Tennessee lawmakers on Monday sent a letter to each of the state’s nine public Division I universities, encouraging them to enact policies to prohibit athletes from kneeling during the playing of the national anthem.
Each of the state’s 27 Republican senators, including Lt. Gov. Randall McNally, signed their approval of the notion in the letter, which was addressed to the universities’ respective chancellors and presidents. The move seems to be a direct response to the East Tennessee State University men’s basketball team, whose players knelt during “The Star-Spangled Banner” in a Feb. 16 game against Tennessee-Chattanooga.
The practice of kneeling during the national anthem has become commonplace in recent years after former San Francisco 49ers quarterback Colin Kaepernick popularized the action. Athletes of all levels have used their platform to peacefully protest issues of police brutality, systemic racism and racial injustice.
Tennessee Republican senators, however, described the practice as “disrespectful.”
“While we recognize our student-athletes may express their own views on a variety of issues in their personal time, we do not condone any form of protest that could be viewed as disrespectful to our nation or our flag while they are representing our state universities,” the letter reads. “When they don the jersey of a Tennessee university, they step out of their personal roles and into the role of an ambassador to our state.
“To address this issue, we encourage each of you to adopt policies within your respective athletic departments to prohibit any such actions moving forward.”
ETSU coach Jason Shay and president Brian Noland both backed the team’s actions, saying it didn’t intend disrespect but sought to prompt discussions of racial inequality. According to The Tennessean of Nashville, state senators questioned the act in a Monday meeting with a representative of the University of Tennessee’s general counsel team.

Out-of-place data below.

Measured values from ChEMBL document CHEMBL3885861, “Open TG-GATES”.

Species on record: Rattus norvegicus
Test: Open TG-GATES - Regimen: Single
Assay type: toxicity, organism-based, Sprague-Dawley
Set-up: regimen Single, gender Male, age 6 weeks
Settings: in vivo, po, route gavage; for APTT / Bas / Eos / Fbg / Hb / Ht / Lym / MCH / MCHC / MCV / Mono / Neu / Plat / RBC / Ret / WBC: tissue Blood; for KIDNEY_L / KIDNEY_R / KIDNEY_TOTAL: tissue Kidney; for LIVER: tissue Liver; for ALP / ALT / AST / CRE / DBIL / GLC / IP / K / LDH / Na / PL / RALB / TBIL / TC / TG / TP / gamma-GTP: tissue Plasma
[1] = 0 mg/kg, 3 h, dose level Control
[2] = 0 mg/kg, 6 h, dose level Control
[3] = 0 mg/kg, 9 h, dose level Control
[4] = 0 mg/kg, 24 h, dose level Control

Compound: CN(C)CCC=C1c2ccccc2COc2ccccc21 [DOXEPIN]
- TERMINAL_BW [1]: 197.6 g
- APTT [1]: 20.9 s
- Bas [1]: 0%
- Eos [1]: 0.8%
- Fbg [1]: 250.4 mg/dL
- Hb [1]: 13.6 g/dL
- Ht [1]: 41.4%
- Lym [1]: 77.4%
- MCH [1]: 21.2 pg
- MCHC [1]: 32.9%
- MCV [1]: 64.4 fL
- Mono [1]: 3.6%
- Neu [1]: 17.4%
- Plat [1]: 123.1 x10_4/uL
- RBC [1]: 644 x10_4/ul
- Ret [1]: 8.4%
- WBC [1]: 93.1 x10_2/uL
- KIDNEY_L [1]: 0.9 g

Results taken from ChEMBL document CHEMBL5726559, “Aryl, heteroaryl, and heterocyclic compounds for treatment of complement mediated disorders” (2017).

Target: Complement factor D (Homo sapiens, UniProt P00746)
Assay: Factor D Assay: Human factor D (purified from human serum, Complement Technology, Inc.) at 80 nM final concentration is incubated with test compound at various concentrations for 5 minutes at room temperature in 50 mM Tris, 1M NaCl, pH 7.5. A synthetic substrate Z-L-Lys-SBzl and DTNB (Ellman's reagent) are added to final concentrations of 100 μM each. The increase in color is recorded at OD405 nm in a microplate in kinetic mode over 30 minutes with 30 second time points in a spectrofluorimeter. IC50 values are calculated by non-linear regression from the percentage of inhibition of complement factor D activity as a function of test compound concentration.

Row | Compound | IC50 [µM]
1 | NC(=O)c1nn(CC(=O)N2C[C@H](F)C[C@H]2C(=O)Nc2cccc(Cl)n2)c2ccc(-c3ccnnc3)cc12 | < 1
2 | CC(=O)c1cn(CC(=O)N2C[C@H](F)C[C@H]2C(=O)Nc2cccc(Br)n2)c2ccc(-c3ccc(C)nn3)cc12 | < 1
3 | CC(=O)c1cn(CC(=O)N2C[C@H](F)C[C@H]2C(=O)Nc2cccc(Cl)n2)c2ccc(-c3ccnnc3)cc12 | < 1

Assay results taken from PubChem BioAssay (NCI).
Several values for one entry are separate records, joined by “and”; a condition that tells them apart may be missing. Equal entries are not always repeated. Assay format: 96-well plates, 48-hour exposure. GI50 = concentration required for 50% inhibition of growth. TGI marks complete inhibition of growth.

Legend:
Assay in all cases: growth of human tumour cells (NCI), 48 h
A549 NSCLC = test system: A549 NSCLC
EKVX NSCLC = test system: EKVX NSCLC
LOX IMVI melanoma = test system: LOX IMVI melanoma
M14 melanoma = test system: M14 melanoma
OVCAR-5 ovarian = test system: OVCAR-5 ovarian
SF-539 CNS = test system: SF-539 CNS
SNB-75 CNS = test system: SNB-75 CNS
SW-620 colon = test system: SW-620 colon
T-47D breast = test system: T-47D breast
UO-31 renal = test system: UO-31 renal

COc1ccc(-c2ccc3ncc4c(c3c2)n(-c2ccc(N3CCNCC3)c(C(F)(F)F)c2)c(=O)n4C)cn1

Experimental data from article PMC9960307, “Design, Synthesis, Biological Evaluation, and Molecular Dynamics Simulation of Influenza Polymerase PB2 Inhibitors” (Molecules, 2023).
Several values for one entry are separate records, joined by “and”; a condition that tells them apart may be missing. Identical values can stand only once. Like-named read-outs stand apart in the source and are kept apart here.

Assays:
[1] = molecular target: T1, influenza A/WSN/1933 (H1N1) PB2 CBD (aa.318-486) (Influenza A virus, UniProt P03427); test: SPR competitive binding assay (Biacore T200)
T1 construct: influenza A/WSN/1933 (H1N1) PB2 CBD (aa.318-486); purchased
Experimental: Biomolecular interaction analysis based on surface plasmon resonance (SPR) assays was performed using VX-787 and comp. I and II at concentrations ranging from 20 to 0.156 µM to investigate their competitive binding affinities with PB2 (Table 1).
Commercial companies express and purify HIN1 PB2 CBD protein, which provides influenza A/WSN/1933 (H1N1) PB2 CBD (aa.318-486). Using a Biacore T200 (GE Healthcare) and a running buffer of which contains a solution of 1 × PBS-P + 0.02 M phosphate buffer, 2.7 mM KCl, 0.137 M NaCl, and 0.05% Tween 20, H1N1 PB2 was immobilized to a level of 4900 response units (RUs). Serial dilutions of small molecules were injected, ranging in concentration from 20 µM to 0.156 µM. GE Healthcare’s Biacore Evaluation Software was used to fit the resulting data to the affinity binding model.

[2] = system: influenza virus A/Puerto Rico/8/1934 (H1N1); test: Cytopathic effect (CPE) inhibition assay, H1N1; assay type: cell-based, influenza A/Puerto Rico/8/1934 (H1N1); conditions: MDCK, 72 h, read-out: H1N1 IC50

“The First Amendment is sacrosanct,” Sen. Janice Bowling said (via The Tennessean). “I would never resist anything that’s going to allow them to exercise their First Amendment on their own time, absolutely. They’re representing the school and the school represents Tennessee and Tennessee shows preference to our time-honored people and institutions who went before us. We respect our heritage and our history.”
Tennessee senators’ recommended action could become a First Amendment issue among the state’s public universities; the school’s counsel member said students’ First Amendment rights were protected by its code of conduct. Earlier in February, however, private NAIA university Bluefield College forfeited a men’s basketball game after the university president suspended players for kneeling during the anthem.
The Tennessean’s report notes that lawmakers have successfully cut funding to public universities as means of curbing functions they found offensive. To that end, state Democrats have warned universities to proceed cautiously.
“If we’re going to really try to not be divisive, what can we do to make people not want to kneel?” said Vincent Dixie, chairman of the Tennessee House Democratic Caucus. “What can we do to take that out of the equation? What is causing them to kneel in a peaceful protest?
“So we can’t protest peacefully? We don’t protest violently. But you want to just hammer us down, or the students down, on every turn.”